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Deeper Than Oil: A Brief Guide to Russian and Soviet Serial Killers

© RIA NovostiMarс Bennetts
Marс Bennetts - Sputnik International
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Capitalism and the consumer society came late to Russia, and despite the country’s very best efforts to catch up with the West, it still hasn’t gotten that “everything can be turned into a buck” attitude quite yet.

Capitalism and the consumer society came late to Russia, and despite the country’s very best efforts to catch up with the West, it still hasn’t gotten that “everything can be turned into a buck” attitude quite yet. Its serial killers are a fine example of this, I realized as I flicked through my horror/thriller DVDs recently. It’s a grossly underexploited area just waiting to be developed.

In the United States, the dark deeds of serial killers like Ted Bundy, John Wayne Gacy, the Son of Sam, Jeffery Dahmer, Zodiac, and so on, have been commercialized in films, books and “edgy” art, their names entering the ranks of consumer culture along with those of politicians, baseball stars and pop singers (a fact summed up brilliantly by Brad Pitt’s weary cop in David Fincher’s classic Hollywood serial killer movie “Seven,” when he snaps: “You’re just a t-shirt” at the movie’s egoistical murderer).

But in Russia, serial killers do their stuff and, with very few exceptions, are forgotten about – a snap poll among friends and acquaintances here saw the vast majority only able to name one domestic mass murderer (apart from Stalin, of course). So, for their and your enlightenment, here is a guide to four of the Soviet Union’s and Russia’s most accomplished serial killers.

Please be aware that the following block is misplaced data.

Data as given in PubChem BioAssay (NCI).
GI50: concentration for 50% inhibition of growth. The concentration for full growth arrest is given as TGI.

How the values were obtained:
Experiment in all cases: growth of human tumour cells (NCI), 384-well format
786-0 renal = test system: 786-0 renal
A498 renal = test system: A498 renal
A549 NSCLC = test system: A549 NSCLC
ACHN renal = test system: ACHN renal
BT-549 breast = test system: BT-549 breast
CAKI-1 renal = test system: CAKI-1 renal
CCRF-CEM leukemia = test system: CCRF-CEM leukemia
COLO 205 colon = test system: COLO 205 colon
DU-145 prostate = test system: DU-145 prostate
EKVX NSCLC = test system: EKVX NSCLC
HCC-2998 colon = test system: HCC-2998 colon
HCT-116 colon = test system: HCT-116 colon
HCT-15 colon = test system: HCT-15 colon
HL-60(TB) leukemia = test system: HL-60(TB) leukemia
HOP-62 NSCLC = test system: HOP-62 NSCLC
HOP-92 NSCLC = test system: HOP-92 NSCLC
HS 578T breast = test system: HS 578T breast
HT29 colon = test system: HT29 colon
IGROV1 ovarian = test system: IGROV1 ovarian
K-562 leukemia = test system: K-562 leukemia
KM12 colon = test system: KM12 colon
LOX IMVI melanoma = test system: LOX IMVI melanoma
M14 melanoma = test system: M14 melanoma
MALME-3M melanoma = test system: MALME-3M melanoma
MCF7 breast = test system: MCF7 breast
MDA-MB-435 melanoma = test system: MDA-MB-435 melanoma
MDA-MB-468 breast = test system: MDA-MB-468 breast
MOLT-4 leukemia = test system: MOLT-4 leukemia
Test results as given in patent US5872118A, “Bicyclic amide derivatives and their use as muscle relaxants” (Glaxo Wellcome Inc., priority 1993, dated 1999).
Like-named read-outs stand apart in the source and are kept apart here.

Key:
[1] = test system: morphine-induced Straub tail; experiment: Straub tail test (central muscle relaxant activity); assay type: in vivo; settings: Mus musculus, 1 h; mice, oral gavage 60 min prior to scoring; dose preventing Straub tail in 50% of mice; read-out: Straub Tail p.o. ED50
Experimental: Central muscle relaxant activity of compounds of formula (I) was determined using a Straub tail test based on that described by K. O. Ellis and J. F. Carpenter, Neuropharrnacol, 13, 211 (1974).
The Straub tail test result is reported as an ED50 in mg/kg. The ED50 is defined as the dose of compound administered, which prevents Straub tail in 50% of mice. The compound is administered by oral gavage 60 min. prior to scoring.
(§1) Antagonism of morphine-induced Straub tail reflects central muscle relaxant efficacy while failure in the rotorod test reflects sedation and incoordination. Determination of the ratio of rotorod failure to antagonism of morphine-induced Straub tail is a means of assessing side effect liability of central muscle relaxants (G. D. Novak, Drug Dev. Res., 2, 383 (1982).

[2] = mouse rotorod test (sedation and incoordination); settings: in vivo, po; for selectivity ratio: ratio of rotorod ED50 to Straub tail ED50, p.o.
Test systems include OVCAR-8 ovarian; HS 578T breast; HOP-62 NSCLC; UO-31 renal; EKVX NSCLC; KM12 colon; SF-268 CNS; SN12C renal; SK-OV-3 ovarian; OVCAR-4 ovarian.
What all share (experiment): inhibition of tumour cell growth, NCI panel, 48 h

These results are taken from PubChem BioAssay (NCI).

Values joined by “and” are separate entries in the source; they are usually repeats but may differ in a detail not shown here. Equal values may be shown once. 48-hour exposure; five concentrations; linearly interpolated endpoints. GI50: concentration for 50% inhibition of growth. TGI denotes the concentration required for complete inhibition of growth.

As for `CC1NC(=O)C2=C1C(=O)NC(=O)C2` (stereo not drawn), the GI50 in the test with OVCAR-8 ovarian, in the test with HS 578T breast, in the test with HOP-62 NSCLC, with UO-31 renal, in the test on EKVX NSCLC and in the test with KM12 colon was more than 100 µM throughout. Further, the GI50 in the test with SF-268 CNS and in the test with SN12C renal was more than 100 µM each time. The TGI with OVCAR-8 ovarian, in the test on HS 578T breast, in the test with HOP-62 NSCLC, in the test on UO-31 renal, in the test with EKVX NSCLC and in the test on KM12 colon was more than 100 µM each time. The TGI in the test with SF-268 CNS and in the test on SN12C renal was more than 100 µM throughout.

1. Andrei Chikatilo, otherwise known as the Butcher of Rostov, after the Soviet region where he carried out his murders, apart from a few he managed to fit in while on business trips. He’s the one you and most Russians have heard of, the superstar of the country’s serial killers. Chikatilo – a one-time teacher of Russian literature – is believed to have killed just over 50 women and children in a 12-year period from 1978 to 1990. His motive, he confessed when he was eventually apprehended, was sexual. Blood turned him on. Chikatilo’s infamy has seen three films made of his story – two in the West (see? Even the West makes more use of Russia’s killers!) and one in his homeland. At least one person was reportedly wrongly tried and executed for his murders by the Soviet authorities – who covered up Chikatilo’s killings as best they could, lest the murders detract from the glory of the socialist system. Chikatilo was executed with a shot to the back of the head in 1994.